I started writing my first story. Intertwining characters and plots has been a fun thing to do, and so has the process of transitioning them into words. But it’s also been quite challenging.
Here’s a challenge for you: pick a friend, anyone. Recall his or her face. Now imagine you have to instil that image in the mind of a person (let’s call him Bob) who’s never seen your friend, and all you have is words. Not easy, is it? It’s impossible really, to get Bob to visualise the face you’ve seen, the exact one. But the question is: how close can you get? That’s what writing can be like. And exercises like this can be used to improve descriptions.
Events and feelings are different from faces: easier, in a way, to write about. But it’s difficult still, to make beautifully written and engaging fiction out of a string of them. You have to use the right words. You need a good range of them.
I need more words in my inventory, definitely do. But that’s not all. Check out this Feelings Wheel:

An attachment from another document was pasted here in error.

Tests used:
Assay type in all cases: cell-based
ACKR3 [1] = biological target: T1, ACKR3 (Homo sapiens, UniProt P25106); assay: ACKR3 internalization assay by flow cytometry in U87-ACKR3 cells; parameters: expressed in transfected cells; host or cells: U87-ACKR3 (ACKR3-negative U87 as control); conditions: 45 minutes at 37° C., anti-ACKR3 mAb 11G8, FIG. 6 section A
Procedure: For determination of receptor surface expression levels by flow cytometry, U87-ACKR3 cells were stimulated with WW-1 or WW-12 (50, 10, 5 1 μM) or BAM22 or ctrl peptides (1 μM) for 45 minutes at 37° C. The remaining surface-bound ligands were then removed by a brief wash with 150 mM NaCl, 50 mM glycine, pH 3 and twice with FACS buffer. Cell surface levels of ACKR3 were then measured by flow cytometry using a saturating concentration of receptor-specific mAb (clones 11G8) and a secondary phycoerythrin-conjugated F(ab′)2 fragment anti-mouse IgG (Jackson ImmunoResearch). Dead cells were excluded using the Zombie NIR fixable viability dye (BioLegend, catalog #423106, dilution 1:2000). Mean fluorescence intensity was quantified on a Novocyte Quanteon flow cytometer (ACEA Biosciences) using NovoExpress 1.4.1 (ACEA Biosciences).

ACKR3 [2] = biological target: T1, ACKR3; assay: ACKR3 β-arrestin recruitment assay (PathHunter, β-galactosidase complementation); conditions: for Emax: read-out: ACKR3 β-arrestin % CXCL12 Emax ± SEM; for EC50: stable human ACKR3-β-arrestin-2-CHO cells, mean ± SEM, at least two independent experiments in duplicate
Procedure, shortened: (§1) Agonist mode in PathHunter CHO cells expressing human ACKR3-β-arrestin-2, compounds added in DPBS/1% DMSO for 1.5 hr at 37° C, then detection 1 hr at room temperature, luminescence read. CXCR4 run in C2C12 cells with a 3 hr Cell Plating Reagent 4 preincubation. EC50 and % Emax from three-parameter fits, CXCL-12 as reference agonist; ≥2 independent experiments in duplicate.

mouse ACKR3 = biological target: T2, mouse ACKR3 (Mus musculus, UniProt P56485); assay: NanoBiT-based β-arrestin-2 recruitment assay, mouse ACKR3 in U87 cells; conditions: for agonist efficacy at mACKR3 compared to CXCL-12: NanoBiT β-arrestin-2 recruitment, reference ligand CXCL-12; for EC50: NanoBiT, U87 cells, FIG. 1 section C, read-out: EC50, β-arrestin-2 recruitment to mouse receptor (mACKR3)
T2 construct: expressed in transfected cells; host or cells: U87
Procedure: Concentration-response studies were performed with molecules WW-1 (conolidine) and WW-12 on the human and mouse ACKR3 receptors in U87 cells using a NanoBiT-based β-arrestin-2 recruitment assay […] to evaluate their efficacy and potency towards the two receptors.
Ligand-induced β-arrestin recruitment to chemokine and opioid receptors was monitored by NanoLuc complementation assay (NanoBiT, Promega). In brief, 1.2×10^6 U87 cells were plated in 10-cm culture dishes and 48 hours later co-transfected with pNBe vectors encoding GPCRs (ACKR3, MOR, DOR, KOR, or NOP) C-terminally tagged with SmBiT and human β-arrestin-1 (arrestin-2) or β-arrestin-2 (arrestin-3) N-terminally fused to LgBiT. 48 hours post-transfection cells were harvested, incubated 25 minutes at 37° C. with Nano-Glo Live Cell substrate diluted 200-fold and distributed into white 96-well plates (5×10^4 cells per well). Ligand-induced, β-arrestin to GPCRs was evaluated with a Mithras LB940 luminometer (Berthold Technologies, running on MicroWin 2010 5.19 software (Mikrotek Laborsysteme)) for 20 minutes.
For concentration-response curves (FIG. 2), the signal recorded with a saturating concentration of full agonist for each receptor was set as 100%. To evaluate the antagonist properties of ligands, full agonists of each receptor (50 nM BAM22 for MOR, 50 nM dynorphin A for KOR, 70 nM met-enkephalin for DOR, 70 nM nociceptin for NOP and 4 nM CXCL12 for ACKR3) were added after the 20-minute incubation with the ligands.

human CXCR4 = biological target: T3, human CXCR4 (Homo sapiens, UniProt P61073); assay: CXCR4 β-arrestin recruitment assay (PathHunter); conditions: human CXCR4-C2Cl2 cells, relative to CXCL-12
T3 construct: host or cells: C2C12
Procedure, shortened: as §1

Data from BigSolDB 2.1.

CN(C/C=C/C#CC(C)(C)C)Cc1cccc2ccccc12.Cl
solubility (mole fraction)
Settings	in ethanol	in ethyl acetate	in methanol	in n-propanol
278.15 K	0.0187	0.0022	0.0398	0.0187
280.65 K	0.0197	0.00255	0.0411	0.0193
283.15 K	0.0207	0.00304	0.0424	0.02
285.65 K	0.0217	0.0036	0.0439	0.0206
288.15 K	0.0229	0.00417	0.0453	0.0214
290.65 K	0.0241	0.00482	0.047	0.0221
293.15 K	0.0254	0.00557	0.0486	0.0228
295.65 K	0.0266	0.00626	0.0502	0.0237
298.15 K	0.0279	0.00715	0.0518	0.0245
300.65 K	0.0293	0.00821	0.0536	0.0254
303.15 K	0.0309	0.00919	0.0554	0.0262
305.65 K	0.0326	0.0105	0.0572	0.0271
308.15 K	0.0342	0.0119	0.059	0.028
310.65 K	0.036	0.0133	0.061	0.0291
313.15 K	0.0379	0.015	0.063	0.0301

It’s likely that you know all the words in the wheel. They’re simple words. But do you use them effectively in your everyday life? I know I don’t. So what good can learning new words do me, when I don’t use most of what I already know. But hey, no need to feel dispirited, we can always improve.
Pick two or three words from the wheel, ones that you don’t use enough. Think about how and where you’d use them. Remain aware of them for a couple of days — try to use them when you write and speak. Then pick new words. Repeat until you you’re satisfied.
Writing can be wonderful. It can guide your mind down intriguing paths. It can change the way you think about language. This is my first post about this journey I’ve just started. Many more to come.